Saturday, May 8, 2010

Ludwig Wittgenstein Pretends To Be The Moon. Samuel Johnson Rolls Down A Hill.

I was pleasantly surprised when I discovered that Ludwig Wittgenstein admired Samuel Johnson.  Perhaps I should not have been surprised:  both of them sought -- to use one of Wittgenstein's characteristic words -- "clarity," and both of them abhorred -- to use one of Johnson's characteristic words -- "cant."

But I digress.  The purpose of this post is simply to share two wonderful anecdotes that I came across.  They have nothing to do -- on the face of it -- with clarity or cant.  No interpretations or elucidations or theories are necessary.

"Sometimes he came to my house in Searle Street for supper.  Once, after supper, Wittgenstein, my wife, and I went for a walk on Midsummer Common.  We talked about the movements of the bodies of the solar system.  It occurred to Wittgenstein that the three of us should represent the movements of the sun, earth, and moon, relative to one another.  My wife was the sun and maintained a steady pace across the meadow; I was the earth and circled her at a trot.  Wittgenstein took the most strenuous part of all, the moon, and ran around me while I circled my wife.  Wittgenstein entered into this game with great enthusiasm and seriousness, shouting instructions at us as he ran.  He became quite breathless and dizzy with exhaustion."

Norman Malcolm, "A Memoir," in Portraits of Wittgenstein (edited by F. A. Flowers), Volume 3 (1999), page 78.

H. D. Best's account of his visit to the country house of Bennet Langton contains this anecdote relating to a visit that Johnson made to the house in 1764 (when Johnson was 55):

"After breakfast we walked to the top of a very steep hill behind the house.  When we arrived at the summit, Mr. Langton said, 'Poor, dear Dr. Johnson, when he came to this spot, turned to look down the hill, and said he was determined "to take a roll down."  When we understood what he meant to do, we endeavoured to dissuade him; but he was resolute, saying, he had not had a roll for a long time; and taking out of his lesser pockets whatever might be in them -- keys, pencil, purse, or pen-knife, and laying himself parallel with the edge of the hill, he actually descended, turning himself over and over till he came to the bottom.'"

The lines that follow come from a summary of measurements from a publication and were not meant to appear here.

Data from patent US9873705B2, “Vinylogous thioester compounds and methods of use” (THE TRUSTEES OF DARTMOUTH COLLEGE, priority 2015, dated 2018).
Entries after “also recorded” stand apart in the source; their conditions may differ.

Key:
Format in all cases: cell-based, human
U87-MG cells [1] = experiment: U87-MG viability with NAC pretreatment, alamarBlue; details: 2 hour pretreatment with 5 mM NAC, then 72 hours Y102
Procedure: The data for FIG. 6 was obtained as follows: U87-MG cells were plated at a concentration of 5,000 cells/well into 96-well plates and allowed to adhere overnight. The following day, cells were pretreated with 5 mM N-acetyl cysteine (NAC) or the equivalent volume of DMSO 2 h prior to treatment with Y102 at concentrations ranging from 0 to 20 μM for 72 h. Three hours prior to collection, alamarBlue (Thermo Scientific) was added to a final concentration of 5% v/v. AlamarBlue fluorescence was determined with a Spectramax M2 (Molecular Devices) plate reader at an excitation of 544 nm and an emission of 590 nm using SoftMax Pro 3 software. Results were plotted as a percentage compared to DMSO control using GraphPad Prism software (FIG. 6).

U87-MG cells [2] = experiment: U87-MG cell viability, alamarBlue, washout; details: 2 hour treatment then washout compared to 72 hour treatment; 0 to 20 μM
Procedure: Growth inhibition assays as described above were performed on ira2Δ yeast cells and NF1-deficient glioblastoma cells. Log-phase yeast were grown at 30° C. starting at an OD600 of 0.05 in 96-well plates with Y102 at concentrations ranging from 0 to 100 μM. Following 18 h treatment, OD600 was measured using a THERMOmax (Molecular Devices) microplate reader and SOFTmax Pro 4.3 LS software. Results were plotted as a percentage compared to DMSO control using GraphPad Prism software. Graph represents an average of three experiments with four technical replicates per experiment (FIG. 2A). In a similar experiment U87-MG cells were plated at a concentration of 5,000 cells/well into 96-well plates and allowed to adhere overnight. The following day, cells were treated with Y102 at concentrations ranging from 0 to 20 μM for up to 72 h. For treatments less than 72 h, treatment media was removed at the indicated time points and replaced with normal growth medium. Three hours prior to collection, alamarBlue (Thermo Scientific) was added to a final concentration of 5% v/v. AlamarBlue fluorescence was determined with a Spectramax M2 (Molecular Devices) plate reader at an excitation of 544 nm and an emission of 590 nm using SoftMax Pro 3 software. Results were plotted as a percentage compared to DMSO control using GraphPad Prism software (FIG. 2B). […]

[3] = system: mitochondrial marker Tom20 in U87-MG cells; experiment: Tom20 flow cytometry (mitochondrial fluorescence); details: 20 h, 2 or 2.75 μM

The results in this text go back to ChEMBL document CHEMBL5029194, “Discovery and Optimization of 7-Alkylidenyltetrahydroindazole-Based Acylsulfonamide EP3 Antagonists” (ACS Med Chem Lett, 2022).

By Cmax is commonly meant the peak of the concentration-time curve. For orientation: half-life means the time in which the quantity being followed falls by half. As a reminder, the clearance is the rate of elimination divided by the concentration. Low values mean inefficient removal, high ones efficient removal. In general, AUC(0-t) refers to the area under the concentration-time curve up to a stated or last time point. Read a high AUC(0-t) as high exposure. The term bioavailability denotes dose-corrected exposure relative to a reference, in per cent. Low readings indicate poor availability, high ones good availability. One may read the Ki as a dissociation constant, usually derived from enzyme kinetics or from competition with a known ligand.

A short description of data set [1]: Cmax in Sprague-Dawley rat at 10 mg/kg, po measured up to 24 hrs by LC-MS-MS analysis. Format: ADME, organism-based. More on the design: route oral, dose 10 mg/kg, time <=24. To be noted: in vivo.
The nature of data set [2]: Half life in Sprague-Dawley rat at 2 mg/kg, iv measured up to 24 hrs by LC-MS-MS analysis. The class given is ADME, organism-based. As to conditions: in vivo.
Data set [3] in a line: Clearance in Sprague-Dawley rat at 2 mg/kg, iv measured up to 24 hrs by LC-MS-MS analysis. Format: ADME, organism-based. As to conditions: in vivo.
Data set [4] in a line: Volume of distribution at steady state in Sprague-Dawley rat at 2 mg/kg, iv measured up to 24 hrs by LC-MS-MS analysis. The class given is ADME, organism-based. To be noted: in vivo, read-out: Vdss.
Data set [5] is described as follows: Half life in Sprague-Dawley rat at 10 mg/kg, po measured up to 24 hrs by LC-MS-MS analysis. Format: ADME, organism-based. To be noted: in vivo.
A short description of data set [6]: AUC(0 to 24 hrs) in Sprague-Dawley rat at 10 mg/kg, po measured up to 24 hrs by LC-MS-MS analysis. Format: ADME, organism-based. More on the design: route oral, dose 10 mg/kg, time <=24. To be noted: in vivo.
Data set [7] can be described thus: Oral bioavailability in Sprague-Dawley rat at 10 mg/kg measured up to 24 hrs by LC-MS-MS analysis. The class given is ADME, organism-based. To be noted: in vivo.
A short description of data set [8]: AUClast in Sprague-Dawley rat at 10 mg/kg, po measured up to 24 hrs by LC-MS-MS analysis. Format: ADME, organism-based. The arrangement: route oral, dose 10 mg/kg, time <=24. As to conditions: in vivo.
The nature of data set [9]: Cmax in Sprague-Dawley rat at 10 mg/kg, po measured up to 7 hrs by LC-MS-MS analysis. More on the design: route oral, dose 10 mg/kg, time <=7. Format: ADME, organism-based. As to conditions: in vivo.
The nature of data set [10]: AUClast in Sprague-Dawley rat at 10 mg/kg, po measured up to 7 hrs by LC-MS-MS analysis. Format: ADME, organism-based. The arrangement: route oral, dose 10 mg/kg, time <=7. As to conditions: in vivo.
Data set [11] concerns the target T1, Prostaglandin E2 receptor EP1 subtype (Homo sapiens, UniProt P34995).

Johnsonian Miscellanies (edited by George Birkbeck Hill), Volume II (1897), page 391.

6 comments:

ghostofelberry said...

Heh, i was just remembering that passage from Malcolm's little book today, while trying to stride quickly to work, my lungs uncooperative (asthma). What about that amusing jacket old Ludo is wearing in the pic, class or what?

Stephen Pentz said...

ghostofelberry: I'm surprised (and honored) that you have visited here, and left a comment as well. Thank you very much. I've been following your present and past blogs for quite some time.

Yes, I love that coat, and that antic expression on his face -- is that a grin about to break out?

According to the site where I found the photo, it was taken by Malcolm in Cambridge in 1939. I thought that it fit well with the activity described in the post.

ghostofelberry said...

i read that after old Ludo's death Anscombe took to wearing his old suede jacket...slightly disturbing. My own tweed jacket is in a house in Manchester and i mean to pick it up when next i return. Failing that, i believe they have one of Ludwig's tweed jackets in a museum in Austria somewhere, i may take a daytrip down to steal it.

One of my favourite Ludwig photos shows him standing on the veranda of the big country place (Hochreit or something) with Paul and a woman (i think the other sister, Helene), laughing. It's rare to see mirth in the photos, though there is often a kind of grim humour. i think my favourite Ludo memoir is Paul Engelmann's - he relates an anecdote of Ludwig rolling about the floor laughing uncontrollably. Most of the other memoirists see Ludwig through this haze of uncomprehending adoration or fear, but Engelmann was perceptive, and he also writes of the pre-Cambridge days, about which not much is really known.

Stephen Pentz said...

ghostofelberry: I wholeheartedly agree with you about Engelmann's "Letters from Wittgenstein with a Memoir". It is one of my favorite books about Wittgenstein as well. In addition to being highly entertaining, it is a crucial book for rescuing Wittgenstein from the academic philosophers and other interpreters whom I ranted abouted in my April 30 post "Wittgenstein and 'Progress'".

Engelmann recognized that the academics and interpreters had completely missed the boat and were trying to manufacture a Wittgenstein that never existed. For example, they either ignored or failed to see what Wittgenstein called the "ethical" point of his writing -- not to mention the influence of Tolstoy, etc.

I'll stop before launching into another rant. Thank you again for visiting and commenting.

Bilby said...

I believe Elizabeth Anscombe also used to garden in Wittgenstein's raincoat. I was shown it once, hanging in the garden shed. There was an eccentric Irishman called John used to live in the shed for a while. I recall him accosting me at the top of Castle Hill and reciting Yeats's "The Wild Wicked Old Man" to me in its entirety.

Stephen Pentz said...

Bilby: thank you very much for visiting, and for the anecdotes about Anscombe and John the Irishman -- very interesting! Please stop by again.